By Jason Menard
I know exactly who Cathryn Sloane is, even though I’ve never met her. I know exactly what she thinks, why she thinks it, and what her strengths are. But unlike Cathryn Sloane, I also know what her weaknesses are.
The reason why? Because I once was Cathryn Sloane.
Ms. Sloane posted a piece in the Nextgen Journal titled, “Why Every Social Media Manager Should be Under 25.” Her argument, in summary, is that because people in this demographic grew up with social media they natively understand how to best use it.
“We were around long enough to see how life worked without it, but had it thrown upon us at an age where the ways to make the best/correct use of it came most naturally to us,” Sloan writes. “No one else will ever be able to have as clean an understanding of these services, no matter how much they may think they do.”
It would be easy to pick holes in this argument for so many reasons, but perhaps the truth of the matter is that her “We know better than anyone because we grew up with this” argument is a perfect representation this social-media generation.
They honestly believe they’re the best and the brightest because everything they’ve done has been treated like a revelation. That belief, combined with the natural arrogance of youth, is a dangerous mix.
Those of us over 30 remember a time when our weekend exploits weren’t published on Facebook; we remember when our every thought, action, and experience was kept to ourselves or shared with a few friends — not posted in 140 characters or less. And, most importantly, we remember a time when recognition had to be earned through effort – instant gratification was the exception, not the rule.
Compliments, when received, meant something. And rarely did we go fishing for them. Now, teenagers post semi-inappropriate bathroom-mirror shots, just to receive the inevitable stream of affirmations. This culture of positivity has its good points, but when all you hear about is how great you are, it makes it tough to put things in perspective.
And that’s from whence Sloane’s piece comes. Of course she thinks that 25-and-unders are the best because they’ve spent their lives (and, in many cases, so have their parents) telling each other how great they are.
In her closing statement, she says, “… sixth-graders… know nothing other than timeline… adults in their 40’s [sic] who are tweeting with their iPhone apps have no idea that the old way to do it was by texting 40404… The mere fact that my generation has been up close and personal with all these developments over the years should make clear enough that we are the ones who can best predict, execute, and utilize the finest developments to come.”
One would think of the natural extension of that argument. There are those of us who were around when the Internet first started kicking off. We remember when Google was a library; when Facebook and Twitter was a message board or an IRC. We remember newspapers, typewriters, pens, and paper.
And we should also remember when we were just as arrogant.
I remember my first post-university job. I knew it all. I was fresh from being the editor-in-chief of Canada’s only daily student newspaper. I was the future of writing and I was going to revolutionize communications.
I also remember that I very quickly found out what I didn’t know. Which was a lot.
If anything, the best thing I got out of school was the ability to learn to learn. Education wasn’t about the right answer – it was about the process it took to find the right answer. It was the search, the process, and the hunt for new and better ways to do it.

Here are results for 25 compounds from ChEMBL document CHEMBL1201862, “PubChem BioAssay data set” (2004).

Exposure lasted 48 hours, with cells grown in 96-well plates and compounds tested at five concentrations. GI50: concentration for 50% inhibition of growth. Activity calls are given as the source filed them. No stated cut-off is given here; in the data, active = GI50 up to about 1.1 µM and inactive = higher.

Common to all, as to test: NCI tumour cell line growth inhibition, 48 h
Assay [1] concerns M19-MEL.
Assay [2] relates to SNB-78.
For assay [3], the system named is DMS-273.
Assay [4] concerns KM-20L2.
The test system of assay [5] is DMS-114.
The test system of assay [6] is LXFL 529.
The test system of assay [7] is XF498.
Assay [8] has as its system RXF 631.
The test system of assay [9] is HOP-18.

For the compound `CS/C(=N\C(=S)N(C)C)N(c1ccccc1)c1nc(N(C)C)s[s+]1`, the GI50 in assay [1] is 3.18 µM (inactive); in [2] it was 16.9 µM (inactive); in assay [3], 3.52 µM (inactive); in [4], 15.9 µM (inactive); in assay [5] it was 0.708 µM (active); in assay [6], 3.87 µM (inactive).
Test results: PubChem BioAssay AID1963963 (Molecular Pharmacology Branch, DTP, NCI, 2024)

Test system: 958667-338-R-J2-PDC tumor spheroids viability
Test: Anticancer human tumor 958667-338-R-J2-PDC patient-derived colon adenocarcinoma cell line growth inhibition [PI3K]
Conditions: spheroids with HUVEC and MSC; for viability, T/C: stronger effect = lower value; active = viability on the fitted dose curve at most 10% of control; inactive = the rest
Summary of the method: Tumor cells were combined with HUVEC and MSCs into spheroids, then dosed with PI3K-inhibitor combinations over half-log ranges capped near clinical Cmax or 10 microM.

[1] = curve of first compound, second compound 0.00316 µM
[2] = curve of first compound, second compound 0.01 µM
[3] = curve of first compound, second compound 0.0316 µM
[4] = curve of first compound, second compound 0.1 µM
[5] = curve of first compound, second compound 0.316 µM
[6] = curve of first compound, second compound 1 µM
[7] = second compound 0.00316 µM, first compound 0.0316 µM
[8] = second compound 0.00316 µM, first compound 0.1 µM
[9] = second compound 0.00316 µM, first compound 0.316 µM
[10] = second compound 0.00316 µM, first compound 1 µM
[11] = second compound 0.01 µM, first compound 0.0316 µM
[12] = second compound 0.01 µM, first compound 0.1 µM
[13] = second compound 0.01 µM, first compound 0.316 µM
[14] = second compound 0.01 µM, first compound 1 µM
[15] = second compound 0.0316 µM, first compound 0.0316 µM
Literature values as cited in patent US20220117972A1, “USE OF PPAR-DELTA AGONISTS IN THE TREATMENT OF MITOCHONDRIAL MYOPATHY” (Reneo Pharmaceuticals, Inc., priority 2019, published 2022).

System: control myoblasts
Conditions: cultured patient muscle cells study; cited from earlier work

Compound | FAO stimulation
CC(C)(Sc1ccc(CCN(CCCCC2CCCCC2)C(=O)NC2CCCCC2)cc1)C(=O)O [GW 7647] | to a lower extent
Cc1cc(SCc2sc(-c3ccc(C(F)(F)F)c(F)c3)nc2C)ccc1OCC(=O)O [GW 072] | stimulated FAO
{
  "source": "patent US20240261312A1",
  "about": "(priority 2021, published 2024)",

Our early Web sites may have been rudimentary, but we learned what worked. We did SEO before SEO was a thing, because through trial and error we figured out what worked – and we applied old-school thinking to a new world. I learned how to lay out a newspaper and a magazine, where to place photos (and which direction they should be facing), and how to flow articles – all of which became important as the Web and social networking grew.
Most importantly, we learned not to believe the here and now is the be all and end all. We had our world-changers and saw them change; we experienced our revelations and learned that they weren’t so revolutionary. And through it all we learned that the most important thing to learn is how to use these items as part of a greater, overall strategy.
Social media is a wonderful tool – but it’s just one tool in a toolbox. It’s great if you’re looking to engage a specific demographic, but what about your other customers, clients, or markets? In business and in media, your goal is to reach as many people as possible – not just to pick and choose who to reach based upon the one tool you know best.
We all believed we knew it all when we started our careers, which is why I can’t fault Ms. Sloane for her unintended arrogance. And when you grow up believing that social media is the entire world, as opposed to just a small part of it, it’s easy to see how the seed for that belief can be allowed to bloom.
My ideal social media manager has no defined age. The only thing that matters to me is that person’s experience – the ability to effectively use all the tools at his or her disposal and to learn from the lessons taught in the past.
Growing up with a tool doesn’t mean you know how to use it. The key to any effective communication is in delivering the right message to the right person in the right way – and that takes experience.
Most of us look back at our youth and laugh at how certain we were about… well, everything. As we age, we learn how much we don’t know – and the most effective of us tend to search out answers and improve with age.
Don’t be to hard on Ms. Sloane. We were all her once. We just didn’t blog it.